Before treadmill testing and the 6MWT, resting HR and VO2 while sitting and while lying were measured after a 10-min sitting interval. Lying and sitting HR were measured with a 5-min interval in a random order to eliminate order effect bias. An average resting HR value of 3 min was used for the analyses. Then, in the 6MWT, participants were instructed to walk at a comfortable speed for 6 min. After a 15-min rest, treadmill exercise testing with the Bruce protocol was conducted. In this experiment, we considered the VO2 and HR to be maximum if the participants satisfied at least three of the following four criteria: 1) maximum voluntary exhaustion as measured by the Borg CR-10 scale; 2) presence of an HR plateau (ΔHR between two consecutive work rates ≤4 beats·min− 1); 3) presence of a VO2 plateau (ΔVO2 between two consecutive work rates < 2.1 mL·kg− 1·min− 1); and 4) a maximal respiratory exchange ratio (RERmax) > 1.1 [10, 23].

Respiratory gas analysis during exercise testing was performed with a Mobile Aero Monitor AE-100i (MINATO Medical Science, Tokyo, Japan). HR was measured using a hitoe or ‘smart clothing’ system (NTT corp., Tokyo, Japan and Toray corp. Kyoto, Japan). This consisted of hitoe wear, a hitoe transmitter, and a smartphone application. An accelerometer embedded in the hitoe transmitter estimated trunk posture (lying or not). Participants wore hitoe wear during the measurements and the nights before and after the exercise testing. Participants were instructed to go to bed by midnight on these nights. Sleep time was defined as the time when the participant was in the supine position, as judged with the accelerometer, between midnight and 5 a.m. The average of HR between the two nights was used as the sleeping HR. None of the participants reported sleep disorder during the measurement.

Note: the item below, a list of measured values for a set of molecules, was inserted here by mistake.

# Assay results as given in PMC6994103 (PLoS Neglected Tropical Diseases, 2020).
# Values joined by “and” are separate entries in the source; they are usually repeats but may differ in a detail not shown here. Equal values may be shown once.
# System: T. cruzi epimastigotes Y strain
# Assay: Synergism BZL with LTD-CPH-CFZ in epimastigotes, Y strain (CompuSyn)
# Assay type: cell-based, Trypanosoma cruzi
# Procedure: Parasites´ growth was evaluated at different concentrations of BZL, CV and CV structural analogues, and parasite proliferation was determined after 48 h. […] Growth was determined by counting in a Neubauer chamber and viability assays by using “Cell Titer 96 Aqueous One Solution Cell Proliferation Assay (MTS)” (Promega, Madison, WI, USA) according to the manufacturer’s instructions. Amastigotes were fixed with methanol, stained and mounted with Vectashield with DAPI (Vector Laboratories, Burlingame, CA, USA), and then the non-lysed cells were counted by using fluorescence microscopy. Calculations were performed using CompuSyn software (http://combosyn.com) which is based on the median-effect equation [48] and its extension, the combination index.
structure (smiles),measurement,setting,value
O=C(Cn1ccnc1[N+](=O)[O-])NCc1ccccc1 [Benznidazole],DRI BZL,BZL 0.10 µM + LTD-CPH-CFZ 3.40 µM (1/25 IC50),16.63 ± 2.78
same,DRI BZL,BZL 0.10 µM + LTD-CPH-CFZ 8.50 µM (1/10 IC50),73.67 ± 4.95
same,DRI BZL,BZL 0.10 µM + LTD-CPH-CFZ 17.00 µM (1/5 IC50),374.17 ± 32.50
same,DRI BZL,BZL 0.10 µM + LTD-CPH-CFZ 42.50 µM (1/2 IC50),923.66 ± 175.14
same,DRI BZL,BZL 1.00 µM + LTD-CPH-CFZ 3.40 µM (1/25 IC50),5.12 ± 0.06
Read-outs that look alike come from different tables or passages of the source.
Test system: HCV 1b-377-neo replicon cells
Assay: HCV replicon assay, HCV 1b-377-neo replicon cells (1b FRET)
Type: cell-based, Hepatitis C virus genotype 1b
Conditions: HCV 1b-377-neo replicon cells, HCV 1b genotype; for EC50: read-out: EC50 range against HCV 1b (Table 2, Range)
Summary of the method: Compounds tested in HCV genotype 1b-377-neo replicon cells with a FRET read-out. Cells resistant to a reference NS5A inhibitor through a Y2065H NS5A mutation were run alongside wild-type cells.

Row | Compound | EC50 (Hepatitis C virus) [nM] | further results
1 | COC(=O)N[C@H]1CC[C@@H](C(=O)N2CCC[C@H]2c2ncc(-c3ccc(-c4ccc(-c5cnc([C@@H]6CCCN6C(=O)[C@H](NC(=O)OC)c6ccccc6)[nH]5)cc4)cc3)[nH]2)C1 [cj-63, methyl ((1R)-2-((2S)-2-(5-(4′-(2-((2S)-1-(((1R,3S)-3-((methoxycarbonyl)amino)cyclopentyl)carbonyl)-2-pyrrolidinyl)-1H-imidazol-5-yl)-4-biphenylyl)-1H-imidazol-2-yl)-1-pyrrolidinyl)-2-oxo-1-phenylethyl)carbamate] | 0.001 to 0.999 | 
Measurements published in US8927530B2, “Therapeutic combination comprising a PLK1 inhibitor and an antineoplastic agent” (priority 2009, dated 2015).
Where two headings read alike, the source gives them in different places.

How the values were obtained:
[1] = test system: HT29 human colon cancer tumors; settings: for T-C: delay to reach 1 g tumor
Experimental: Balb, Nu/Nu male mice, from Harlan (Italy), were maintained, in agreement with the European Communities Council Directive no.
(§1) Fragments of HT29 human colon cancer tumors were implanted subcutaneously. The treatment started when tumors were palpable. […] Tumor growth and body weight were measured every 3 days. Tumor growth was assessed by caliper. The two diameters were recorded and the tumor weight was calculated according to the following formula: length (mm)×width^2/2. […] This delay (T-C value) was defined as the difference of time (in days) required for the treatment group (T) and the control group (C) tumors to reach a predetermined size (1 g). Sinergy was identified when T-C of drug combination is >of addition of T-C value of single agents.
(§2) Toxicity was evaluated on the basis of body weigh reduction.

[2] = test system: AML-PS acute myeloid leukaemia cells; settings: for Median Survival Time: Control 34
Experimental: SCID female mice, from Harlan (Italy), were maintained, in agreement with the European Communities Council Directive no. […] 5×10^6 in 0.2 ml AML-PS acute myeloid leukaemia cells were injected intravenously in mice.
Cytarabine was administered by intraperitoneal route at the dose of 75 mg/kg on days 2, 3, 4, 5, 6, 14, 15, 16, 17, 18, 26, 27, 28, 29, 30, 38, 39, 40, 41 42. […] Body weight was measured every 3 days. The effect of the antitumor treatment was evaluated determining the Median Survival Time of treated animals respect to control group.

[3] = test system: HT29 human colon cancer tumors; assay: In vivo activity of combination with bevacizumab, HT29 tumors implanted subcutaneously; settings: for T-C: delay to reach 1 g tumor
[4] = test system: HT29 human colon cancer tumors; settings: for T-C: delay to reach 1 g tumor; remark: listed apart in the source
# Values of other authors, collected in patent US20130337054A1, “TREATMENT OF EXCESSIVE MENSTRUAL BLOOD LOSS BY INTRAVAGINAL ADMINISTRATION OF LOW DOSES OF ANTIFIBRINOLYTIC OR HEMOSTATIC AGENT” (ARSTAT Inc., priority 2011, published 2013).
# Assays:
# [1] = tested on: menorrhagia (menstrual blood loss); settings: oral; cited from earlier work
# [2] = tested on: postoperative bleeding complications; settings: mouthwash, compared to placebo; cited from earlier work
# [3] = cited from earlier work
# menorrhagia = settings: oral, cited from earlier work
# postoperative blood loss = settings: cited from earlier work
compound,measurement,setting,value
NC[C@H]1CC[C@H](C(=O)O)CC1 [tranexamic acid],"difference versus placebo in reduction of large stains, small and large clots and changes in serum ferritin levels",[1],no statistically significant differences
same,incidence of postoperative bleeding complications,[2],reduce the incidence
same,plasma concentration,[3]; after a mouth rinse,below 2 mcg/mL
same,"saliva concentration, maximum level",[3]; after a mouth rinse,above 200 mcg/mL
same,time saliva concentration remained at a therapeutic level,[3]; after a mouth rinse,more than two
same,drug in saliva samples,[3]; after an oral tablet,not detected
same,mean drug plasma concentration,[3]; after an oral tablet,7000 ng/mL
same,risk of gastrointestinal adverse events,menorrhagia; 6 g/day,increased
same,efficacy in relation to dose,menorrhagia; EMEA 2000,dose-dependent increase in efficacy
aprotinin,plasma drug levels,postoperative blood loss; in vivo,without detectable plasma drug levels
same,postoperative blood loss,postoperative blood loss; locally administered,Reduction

The %HRR was calculated using the equation:

$$ \% HRR=\left( HR- restingHR\right)/\left\{ MaxHR\ during\ treadmill\ testing-\left. restingHR\right\}\right.. $$

In the validity study, HR in a sitting position (HRsitting), when lying awake (HRlying), or during sleep (HRsleeping) were used as the value of resting HR. The actual maximum value (HRmax) was obtained during the treadmill exercise testing.

The %VO2R was calculated with the equation:

$$ \%{VO}_2R=\left({VO}_2-{restingVO}_2\right)/\left( Maximum{VO}_2\ during\ treadmill\ testing-{restingVO}_2\right). $$

The VO2 value during sitting and maximum VO2 value during treadmill exercise testing with the Bruce protocol were used for resting and maximum VO2, respectively.